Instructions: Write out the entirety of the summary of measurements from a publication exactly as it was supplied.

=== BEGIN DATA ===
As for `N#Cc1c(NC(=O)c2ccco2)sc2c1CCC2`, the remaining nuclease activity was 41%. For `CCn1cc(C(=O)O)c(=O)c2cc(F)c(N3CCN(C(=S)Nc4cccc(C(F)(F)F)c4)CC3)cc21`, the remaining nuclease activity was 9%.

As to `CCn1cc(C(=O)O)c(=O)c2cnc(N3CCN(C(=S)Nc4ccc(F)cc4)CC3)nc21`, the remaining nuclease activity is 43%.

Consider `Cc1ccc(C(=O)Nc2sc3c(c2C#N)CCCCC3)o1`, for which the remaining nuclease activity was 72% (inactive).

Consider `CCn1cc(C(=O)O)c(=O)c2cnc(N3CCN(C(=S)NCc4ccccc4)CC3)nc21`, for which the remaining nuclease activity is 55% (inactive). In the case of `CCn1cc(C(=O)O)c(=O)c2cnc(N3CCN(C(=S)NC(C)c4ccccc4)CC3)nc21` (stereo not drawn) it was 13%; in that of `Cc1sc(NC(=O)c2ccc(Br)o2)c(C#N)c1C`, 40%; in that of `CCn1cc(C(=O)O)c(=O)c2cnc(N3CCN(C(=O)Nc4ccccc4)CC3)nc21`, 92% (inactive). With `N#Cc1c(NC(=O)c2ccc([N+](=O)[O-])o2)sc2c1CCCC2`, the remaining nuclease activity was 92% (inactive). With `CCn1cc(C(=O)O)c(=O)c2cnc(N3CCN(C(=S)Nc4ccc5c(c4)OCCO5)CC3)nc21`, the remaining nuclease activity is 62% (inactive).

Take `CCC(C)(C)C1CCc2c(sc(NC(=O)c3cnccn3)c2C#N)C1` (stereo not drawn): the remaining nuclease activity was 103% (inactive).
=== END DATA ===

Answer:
As for `N#Cc1c(NC(=O)c2ccco2)sc2c1CCC2`, the remaining nuclease activity was 41%. For `CCn1cc(C(=O)O)c(=O)c2cc(F)c(N3CCN(C(=S)Nc4cccc(C(F)(F)F)c4)CC3)cc21`, the remaining nuclease activity was 9%.

As to `CCn1cc(C(=O)O)c(=O)c2cnc(N3CCN(C(=S)Nc4ccc(F)cc4)CC3)nc21`, the remaining nuclease activity is 43%.

Consider `Cc1ccc(C(=O)Nc2sc3c(c2C#N)CCCCC3)o1`, for which the remaining nuclease activity was 72% (inactive).

Consider `CCn1cc(C(=O)O)c(=O)c2cnc(N3CCN(C(=S)NCc4ccccc4)CC3)nc21`, for which the remaining nuclease activity is 55% (inactive). In the case of `CCn1cc(C(=O)O)c(=O)c2cnc(N3CCN(C(=S)NC(C)c4ccccc4)CC3)nc21` (stereo not drawn) it was 13%; in that of `Cc1sc(NC(=O)c2ccc(Br)o2)c(C#N)c1C`, 40%; in that of `CCn1cc(C(=O)O)c(=O)c2cnc(N3CCN(C(=O)Nc4ccccc4)CC3)nc21`, 92% (inactive). With `N#Cc1c(NC(=O)c2ccc([N+](=O)[O-])o2)sc2c1CCCC2`, the remaining nuclease activity was 92% (inactive). With `CCn1cc(C(=O)O)c(=O)c2cnc(N3CCN(C(=S)Nc4ccc5c(c4)OCCO5)CC3)nc21`, the remaining nuclease activity is 62% (inactive).

Take `CCC(C)(C)C1CCc2c(sc(NC(=O)c3cnccn3)c2C#N)C1` (stereo not drawn): the remaining nuclease activity was 103% (inactive).